You’re reading the latest about the presidential primary campaigns and suddenly get a craving for coffee. An ad pops up on the screen: Starbucks is offering 10 percent off its afternoon skinny vanilla lattes. Coincidence? Not likely, if you’re checking the news on your mobile phone. Look up, and you’ll probably see a Starbucks across the street. You just got served a location-based ad.
No service provider has been completely successful at micro-tailoring advertising for what is essentially a moving target: mobile device users. Now, though,CBS Mobile has linked up withLoopt to give advertisers a better chance to target these roamers, who thus far have been reachable only through SMS (short message service) ads.
Using Loopt’s GPS (Global Positioning System)-based communication platform and other customer information, CBS Mobile will be selling ad space on its news and sports Web sites. Users that log onto the sites and happen to be near an advertiser’s coffee shop, restaurant or other local establishment, will see the relevant ad displayed.
The CBS Mobile and Loopt offering faces an uphill battle. For starters, there are no obvious success stories in this space.
“Basically the mobile advertising business model has yet to pan out,” Geoff Allen, chairman and founder of Anystream, told the E-Commerce Times. “There are a number of reasons why — such as technology issues and carriers unwilling to open their networks.”
However, some of those struggles — particularly to resolve technology issues — are mostly in the past. It may be that — like mobile CRM and other mobile business apps — mobile advertising’s time has finally come.
Location-based advertising is not a new marketing concept, according to Harrisburg University associate professor Mehdi Noorbaksh.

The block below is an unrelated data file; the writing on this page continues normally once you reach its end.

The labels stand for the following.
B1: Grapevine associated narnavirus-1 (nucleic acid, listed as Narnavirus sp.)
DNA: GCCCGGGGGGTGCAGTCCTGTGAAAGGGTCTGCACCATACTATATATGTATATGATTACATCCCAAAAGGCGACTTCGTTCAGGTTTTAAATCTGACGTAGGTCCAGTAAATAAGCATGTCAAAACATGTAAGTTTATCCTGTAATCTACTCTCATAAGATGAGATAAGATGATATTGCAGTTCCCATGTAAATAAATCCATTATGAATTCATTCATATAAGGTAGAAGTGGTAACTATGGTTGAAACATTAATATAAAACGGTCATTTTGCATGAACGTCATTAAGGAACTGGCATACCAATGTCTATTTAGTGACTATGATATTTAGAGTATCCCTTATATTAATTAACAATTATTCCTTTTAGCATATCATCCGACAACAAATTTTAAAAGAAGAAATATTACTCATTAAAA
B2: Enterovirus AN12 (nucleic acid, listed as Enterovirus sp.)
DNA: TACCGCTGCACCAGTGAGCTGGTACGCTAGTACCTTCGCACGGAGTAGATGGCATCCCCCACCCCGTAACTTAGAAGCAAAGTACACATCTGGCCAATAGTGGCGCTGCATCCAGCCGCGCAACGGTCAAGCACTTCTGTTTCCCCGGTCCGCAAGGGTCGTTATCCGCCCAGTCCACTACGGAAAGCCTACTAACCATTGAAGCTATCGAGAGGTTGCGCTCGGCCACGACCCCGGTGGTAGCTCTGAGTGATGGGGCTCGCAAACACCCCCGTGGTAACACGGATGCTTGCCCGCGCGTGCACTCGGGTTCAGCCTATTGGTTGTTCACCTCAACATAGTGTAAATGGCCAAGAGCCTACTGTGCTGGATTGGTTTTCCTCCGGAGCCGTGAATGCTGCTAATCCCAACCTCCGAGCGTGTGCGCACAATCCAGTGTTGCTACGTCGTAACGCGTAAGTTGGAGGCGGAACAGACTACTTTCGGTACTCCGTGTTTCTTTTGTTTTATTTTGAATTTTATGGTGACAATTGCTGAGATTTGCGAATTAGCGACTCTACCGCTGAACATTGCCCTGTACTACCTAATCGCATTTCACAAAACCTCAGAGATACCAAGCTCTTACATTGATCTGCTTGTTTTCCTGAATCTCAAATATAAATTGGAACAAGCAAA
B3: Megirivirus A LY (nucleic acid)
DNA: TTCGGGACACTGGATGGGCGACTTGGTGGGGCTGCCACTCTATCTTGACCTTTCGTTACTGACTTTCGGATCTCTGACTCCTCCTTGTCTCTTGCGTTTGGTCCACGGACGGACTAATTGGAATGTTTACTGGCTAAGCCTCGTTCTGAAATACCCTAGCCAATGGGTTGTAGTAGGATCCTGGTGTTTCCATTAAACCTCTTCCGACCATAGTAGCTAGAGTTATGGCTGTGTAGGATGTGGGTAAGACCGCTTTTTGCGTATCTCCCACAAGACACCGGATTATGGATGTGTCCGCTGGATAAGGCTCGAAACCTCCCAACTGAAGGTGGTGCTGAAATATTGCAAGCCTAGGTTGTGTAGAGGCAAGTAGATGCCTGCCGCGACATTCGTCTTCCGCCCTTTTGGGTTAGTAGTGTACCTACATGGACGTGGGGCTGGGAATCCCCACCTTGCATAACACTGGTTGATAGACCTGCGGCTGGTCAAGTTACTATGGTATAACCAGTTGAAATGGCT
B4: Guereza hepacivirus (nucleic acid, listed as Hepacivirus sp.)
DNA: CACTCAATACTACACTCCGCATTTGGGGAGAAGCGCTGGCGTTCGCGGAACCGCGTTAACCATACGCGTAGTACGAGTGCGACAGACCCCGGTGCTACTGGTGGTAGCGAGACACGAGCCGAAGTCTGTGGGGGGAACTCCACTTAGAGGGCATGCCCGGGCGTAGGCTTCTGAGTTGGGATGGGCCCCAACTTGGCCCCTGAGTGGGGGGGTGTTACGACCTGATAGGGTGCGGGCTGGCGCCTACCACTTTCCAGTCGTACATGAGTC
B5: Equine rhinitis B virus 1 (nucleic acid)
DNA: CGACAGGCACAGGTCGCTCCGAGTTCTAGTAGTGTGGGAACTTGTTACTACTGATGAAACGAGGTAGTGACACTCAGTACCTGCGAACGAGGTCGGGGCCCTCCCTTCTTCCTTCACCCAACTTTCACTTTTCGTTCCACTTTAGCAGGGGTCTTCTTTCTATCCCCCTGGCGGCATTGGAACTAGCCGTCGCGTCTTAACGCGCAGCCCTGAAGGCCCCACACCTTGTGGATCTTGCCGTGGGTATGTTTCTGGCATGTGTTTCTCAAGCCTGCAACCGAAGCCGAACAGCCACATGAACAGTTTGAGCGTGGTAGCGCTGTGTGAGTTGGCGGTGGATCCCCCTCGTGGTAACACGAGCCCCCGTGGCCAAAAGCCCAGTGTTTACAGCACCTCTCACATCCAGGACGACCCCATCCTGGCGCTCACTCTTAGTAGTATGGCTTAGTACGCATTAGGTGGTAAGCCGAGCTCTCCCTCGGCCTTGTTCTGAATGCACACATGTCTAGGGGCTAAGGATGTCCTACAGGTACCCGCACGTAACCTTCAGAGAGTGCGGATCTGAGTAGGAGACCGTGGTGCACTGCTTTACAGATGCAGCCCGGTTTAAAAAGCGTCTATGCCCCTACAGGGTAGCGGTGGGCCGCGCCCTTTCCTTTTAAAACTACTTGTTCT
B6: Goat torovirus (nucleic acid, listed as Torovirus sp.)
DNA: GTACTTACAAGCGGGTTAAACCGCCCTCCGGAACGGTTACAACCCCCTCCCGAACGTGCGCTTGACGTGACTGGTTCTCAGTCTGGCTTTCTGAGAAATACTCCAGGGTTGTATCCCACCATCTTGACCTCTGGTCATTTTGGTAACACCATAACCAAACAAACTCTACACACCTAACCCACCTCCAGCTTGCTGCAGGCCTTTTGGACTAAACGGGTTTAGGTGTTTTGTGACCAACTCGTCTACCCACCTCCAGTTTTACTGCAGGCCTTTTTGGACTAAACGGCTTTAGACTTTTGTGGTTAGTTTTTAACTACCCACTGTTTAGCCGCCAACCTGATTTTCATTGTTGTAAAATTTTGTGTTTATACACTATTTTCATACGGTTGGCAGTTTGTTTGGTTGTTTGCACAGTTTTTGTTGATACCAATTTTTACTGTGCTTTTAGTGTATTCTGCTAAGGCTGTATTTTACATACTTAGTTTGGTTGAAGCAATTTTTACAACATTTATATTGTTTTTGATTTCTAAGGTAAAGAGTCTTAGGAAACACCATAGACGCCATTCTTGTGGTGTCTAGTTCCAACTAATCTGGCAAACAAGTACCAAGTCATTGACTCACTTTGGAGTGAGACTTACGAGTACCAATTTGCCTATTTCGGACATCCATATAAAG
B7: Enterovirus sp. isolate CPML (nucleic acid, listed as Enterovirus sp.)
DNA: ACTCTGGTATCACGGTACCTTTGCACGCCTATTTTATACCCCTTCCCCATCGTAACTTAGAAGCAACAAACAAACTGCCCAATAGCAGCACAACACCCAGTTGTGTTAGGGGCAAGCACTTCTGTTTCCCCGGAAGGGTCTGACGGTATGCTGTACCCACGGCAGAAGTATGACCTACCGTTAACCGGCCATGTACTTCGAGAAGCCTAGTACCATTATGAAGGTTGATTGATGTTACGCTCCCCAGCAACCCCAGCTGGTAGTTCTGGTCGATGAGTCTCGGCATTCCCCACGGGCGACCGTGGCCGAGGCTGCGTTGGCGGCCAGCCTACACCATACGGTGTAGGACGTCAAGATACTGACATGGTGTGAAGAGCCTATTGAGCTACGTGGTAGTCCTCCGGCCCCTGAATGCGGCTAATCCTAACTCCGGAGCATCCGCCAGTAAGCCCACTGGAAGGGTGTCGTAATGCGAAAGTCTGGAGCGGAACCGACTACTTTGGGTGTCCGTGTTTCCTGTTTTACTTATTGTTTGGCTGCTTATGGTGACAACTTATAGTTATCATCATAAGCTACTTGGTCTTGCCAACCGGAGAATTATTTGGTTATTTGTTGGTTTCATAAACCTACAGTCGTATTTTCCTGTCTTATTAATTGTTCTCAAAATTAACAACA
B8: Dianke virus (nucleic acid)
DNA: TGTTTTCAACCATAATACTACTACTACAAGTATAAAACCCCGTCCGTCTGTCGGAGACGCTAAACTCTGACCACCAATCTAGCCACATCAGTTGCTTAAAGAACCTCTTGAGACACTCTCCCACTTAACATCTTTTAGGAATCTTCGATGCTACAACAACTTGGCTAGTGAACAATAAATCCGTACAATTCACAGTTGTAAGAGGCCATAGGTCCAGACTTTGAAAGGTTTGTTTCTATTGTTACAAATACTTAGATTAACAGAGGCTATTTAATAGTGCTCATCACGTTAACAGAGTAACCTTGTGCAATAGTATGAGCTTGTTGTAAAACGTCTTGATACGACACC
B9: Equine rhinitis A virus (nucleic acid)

“Higher education institutions have been doing this on CareerBuilder.com and Monster.com, where ads promote continuing education programs based on proximity to campus,” he told the E-Commerce Times. “Tying it to a mobile service appears to be the next logical step and will, in my opinion, appeal to businesses looking to go beyond many of the current media channels to reach potential customers.”
It’s a great way to bring national brands down to the local area, he added.
Google Radio is another promising sign, Peter Koeppel, founder of Koeppel Direct, told the E-Commerce Times. The company is reportedly planning to use a GPS model to tailor ads for the that audience.
“Delivering ads from the stores that you drive by would be a powerful model,” Koeppel said.
If You Build It?
The big test will be whether enough advertisers are willing to invest in an untested model.
“I think the CBS deal is something limited, because they aren’t tied to enough advertisers,” Koeppel said.
The lack of advertisers and the limited content available for consumers are currently the main restrictions, Allen agreed.
“I think they have finally solved the tech issues; I don’t have a problem with that. The challenge is going to be getting enough people to visit the sites — traffic and content needs to build up. Then, it will be a matter of convincing enough advertisers to support the model,” he concluded.